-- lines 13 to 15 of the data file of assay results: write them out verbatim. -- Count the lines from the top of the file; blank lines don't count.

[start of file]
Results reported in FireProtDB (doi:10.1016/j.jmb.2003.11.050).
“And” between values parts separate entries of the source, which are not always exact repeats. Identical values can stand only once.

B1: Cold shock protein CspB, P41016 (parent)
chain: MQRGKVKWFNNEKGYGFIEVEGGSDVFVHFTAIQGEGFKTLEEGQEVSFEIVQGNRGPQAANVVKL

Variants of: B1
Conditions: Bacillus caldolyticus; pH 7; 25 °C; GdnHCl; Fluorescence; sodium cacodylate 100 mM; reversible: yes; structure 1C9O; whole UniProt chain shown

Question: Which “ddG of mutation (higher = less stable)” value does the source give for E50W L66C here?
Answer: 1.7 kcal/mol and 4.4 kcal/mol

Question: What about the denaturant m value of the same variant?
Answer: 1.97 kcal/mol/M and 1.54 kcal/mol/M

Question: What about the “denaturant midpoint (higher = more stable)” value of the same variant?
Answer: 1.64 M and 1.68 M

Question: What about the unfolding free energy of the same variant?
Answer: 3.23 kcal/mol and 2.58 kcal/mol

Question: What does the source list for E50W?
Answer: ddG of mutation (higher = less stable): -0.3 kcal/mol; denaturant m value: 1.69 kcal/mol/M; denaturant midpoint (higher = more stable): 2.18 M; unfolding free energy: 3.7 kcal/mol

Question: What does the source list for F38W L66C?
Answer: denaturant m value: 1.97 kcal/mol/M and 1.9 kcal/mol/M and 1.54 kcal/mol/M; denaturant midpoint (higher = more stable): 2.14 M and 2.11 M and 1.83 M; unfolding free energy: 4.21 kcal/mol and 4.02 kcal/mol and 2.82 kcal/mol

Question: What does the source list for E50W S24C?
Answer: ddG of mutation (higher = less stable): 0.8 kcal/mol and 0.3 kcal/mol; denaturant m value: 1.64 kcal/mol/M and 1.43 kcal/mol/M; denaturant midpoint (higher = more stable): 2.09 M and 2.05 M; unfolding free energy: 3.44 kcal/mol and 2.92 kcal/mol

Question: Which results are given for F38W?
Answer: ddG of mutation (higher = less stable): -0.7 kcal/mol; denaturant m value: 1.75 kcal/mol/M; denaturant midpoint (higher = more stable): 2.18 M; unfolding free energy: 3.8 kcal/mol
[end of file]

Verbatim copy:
Question: What about the unfolding free energy of the same variant?
Answer: 3.23 kcal/mol and 2.58 kcal/mol

Question: What does the source list for E50W?